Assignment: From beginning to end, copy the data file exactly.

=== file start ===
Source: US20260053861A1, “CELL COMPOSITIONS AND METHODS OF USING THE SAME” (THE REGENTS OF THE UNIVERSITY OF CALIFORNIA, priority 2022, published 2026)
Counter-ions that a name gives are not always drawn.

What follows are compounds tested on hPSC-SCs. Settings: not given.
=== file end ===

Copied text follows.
Source: US20260053861A1, “CELL COMPOSITIONS AND METHODS OF USING THE SAME” (THE REGENTS OF THE UNIVERSITY OF CALIFORNIA, priority 2022, published 2026)
Counter-ions that a name gives are not always drawn.

What follows are compounds tested on hPSC-SCs. Settings: not given.